3. Christ then says in essence, “But there is a tenth sign, a sign that you should see and for which you should watch.
And this tenth sign He discusses at some length. He says: “When ye therefore shall see the abomination of desolation...”
a. It shall launch the worst tribulations the world has ever seen (v.15-22).
b. It shall cause a frantic search for the Messiah and false prophets, that is, for a great deliverer (v.23-26).
c. But know this: the return of Christ will not be in an isolated place or done in secret (v.26). His return will be as
lightning: it will be quick, stretching across the sky and visible to all (v.27-28).
4. Christ then says, “Immediately after the tribulation of those days” He shall return (v.29-31).
Many Biblical scholars point out great similarities between what Christ says about the end time and sections of Revelation
(Mt.24; Mk.13; Lk.21; Rev.6:1-7:1; 7:1; 8:1; 11:15; 16:1-21.)
1. There seems to be a similarity between the structure of what Christ says and the book of Revelation in dealing with
the end time (see notes given in paragraph above).
g120 The beginning of sorrows: preliminary ....corresponds to ...The Seven Seals (Rev.6:1-17)
g120 sorrows, trouble and evil in society and na-
ture; yet world evangelism continues
...The Seven Trumpets, the bowls, and
g120 “The Great Tribulation”: unparal- ....corresponds to the beast (Rev.8:1-18:24).
g120 “The Son of Man coming” ....corresponds to ...The Final Triumph of Christ
2. There seems to be similarity between “the beginning of sorrows” (Mt.24:5-14) and the seals of Revelation (Rev.6:1-
17). The end of the world will not come all at once. The future will be filled with wars, natural disasters, persecutions, and
the claims of false deliverers (messiahs). And at the very end, there will be an increase and intensification of the signs. But
this is not all. There is to be a terrible sign: the appearance of the rider on the white horse (see note—Rev.6:2); “the abomina-
tion of desolation” (AV), “the desolating sacrilege” (RSV), “the man of lawlessness” (2 Th.2:3); the “little horn” (Dan.7); the
Antichrist. This person will afflict the people of God beyond imagination.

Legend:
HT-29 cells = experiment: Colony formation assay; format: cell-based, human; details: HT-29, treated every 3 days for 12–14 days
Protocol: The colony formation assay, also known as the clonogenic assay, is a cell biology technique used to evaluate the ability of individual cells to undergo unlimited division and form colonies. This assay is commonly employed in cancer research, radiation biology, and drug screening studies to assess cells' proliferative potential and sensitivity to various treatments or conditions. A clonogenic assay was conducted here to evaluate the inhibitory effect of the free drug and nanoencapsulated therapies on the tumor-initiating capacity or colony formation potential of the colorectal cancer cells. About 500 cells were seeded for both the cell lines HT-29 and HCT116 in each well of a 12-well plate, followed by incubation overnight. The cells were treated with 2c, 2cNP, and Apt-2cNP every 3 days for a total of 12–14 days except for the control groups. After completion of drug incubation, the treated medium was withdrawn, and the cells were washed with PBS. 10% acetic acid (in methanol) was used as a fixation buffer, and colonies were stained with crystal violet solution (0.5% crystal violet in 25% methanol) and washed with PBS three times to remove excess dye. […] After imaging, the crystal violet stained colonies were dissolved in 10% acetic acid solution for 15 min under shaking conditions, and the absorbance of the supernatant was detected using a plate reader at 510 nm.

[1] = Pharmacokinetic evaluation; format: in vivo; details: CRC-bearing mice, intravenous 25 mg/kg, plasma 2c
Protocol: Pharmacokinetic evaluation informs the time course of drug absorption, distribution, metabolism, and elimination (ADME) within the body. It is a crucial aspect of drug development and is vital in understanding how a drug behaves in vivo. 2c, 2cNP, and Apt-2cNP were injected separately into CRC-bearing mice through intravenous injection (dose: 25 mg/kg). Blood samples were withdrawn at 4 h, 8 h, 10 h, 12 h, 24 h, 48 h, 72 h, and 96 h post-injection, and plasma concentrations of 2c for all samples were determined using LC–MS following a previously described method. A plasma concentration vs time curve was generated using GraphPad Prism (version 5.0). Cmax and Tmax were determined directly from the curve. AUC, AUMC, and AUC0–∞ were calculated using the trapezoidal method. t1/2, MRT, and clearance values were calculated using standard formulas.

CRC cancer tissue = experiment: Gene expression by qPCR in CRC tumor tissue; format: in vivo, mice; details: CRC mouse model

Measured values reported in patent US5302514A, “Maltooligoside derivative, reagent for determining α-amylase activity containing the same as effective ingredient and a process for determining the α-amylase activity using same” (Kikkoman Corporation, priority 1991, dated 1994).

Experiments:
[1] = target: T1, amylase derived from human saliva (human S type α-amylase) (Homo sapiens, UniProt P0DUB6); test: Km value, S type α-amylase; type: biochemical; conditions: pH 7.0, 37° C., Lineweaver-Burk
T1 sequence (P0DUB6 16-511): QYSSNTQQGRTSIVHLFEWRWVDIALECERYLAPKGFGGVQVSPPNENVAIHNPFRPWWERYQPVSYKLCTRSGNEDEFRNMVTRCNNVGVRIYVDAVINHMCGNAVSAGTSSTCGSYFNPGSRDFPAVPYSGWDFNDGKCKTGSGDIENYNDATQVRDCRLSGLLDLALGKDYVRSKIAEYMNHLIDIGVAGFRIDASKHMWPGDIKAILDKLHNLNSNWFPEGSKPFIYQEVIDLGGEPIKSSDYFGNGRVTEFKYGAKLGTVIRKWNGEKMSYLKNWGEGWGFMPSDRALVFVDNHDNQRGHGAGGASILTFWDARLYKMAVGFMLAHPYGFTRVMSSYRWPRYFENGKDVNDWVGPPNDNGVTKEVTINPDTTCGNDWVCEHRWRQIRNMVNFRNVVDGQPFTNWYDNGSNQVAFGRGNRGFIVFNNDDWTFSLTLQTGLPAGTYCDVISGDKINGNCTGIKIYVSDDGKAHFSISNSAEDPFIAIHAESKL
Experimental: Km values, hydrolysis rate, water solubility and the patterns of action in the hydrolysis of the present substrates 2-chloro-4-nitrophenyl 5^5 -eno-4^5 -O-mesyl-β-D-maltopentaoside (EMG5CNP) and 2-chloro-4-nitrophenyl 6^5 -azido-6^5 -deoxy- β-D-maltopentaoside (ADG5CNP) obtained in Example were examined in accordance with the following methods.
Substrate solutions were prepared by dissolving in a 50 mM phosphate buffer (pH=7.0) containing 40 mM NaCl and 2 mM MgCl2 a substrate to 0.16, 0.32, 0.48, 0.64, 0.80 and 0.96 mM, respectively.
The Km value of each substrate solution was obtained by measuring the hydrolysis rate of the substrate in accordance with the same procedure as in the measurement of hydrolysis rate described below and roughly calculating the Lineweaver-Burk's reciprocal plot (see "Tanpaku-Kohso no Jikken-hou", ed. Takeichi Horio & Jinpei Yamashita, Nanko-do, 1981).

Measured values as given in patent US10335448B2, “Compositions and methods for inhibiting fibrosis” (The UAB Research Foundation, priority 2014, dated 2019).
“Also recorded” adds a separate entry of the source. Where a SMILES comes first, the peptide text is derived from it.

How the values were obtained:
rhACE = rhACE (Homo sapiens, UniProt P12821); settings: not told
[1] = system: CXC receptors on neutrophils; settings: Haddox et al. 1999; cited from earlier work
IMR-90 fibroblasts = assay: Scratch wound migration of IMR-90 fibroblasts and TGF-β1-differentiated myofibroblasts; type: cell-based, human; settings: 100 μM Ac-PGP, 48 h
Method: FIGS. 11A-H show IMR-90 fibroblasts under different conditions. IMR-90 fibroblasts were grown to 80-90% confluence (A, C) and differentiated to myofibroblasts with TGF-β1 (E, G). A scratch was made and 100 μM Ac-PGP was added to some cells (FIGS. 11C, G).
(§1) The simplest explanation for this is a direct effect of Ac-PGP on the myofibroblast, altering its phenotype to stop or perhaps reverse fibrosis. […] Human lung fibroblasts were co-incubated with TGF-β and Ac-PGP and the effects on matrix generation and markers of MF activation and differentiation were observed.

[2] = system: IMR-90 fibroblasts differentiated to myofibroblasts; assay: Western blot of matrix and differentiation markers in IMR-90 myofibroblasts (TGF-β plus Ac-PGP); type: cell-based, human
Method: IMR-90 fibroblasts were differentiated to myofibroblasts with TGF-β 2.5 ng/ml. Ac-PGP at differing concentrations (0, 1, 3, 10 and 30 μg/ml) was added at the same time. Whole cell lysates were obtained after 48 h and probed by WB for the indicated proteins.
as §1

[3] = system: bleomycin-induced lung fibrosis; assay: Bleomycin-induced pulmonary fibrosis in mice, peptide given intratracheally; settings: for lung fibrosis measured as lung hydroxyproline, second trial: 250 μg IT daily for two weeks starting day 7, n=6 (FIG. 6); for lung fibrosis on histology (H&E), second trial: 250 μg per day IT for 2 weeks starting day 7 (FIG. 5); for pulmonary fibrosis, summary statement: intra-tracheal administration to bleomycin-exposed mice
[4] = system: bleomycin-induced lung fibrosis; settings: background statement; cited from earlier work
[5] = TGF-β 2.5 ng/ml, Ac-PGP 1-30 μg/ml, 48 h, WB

3. There seems to be a similarity between “the great tribulation” spoken of by Christ and the seven trumpets, the seven
bowl judgments, and the beast covered by Revelation.
4. Others point to a great similarity between “the beast” (Antichrist) pictured time and again in Revelation and “the
abomination of desolation” spoken of by Christ (see DEEPER STUDY #2—Mt.24:1-31).
DEEPER STUDY # 2
(24:1-31) End Time: three other things will help in understanding what Christ is doing in this passage.
1. It will help to remember that Jesus is preparing His disciples for His death and departure from this world and pre-
paring them to carry on after He is gone. His immediate disciples were to face some terrible times, ranging all the way from
personal trials brought on by their witness for Christ to national trials involving the utter destruction of their nation. And it
would be generations stretching into centuries before He returned to earth. No one knew this at that time—But He did. So He
needed to prepare His future disciples as well. They, too, were going to face all kinds of trials; and there was always the dan-
ger that His disciples might tire waiting for His return. They were to see and experience so much trouble in the world their
faith might falter. They, along with many in the world, might begin to ask:
“Where is the promise of his coming? for since the fathers fell asleep, all things continue as they
were from the beginning of the creation” (2 Pt.3:4).
What Christ does is use this occasion to reveal some of the events that are to take place upon the earth during “these last
days,” the days of the church (Acts 2:16-17; 1 Jn.2:18). By knowing some of the events, His disciples will be better prepared
to endure and to keep alive their hope for His return.
g159 They will know that God is not caught off guard. God is still on the throne and still in control of the events.
g159 They will not be caught off guard themselves. They will know what to expect in this corruptible and sinful
world. When the events happen, they will not be as likely to become discouraged.
g159 They will be challenged to keep themselves ever so close to God in order to be as strong as possible in facing
the trials coming upon earth.
g159 They will be encouraged to place their hope in God and in the new heavens and earth and not in this corruptible
world. They will be “looking for that blessed hope, and the glorious appearing of the great God and our Savior
Jesus Christ” (Tit.2:13).
2. Remembering that Jesus is dealing with two questions will also help in understanding what is being said. He is answer-
ing the questions: When will the temple be destroyed and what shall be the sign of His return and of the end of the world?
Note something. Christ is dealing with the end of the temple and with the end of the world, the destruction of the temple
and the destruction of the world. He is covering the signs, the events that both cause the judgment and occur during the
judgment of the temple and the world. What is the point? Simply this. The Scripture teaches that the same signs and events
cause the judgment of anything. That is, the events (sins) that cause judgment upon one thing are the same events that will
bring judgment upon everything else. Thus, the signs that surround the destruction of Jerusalem are much the same as the
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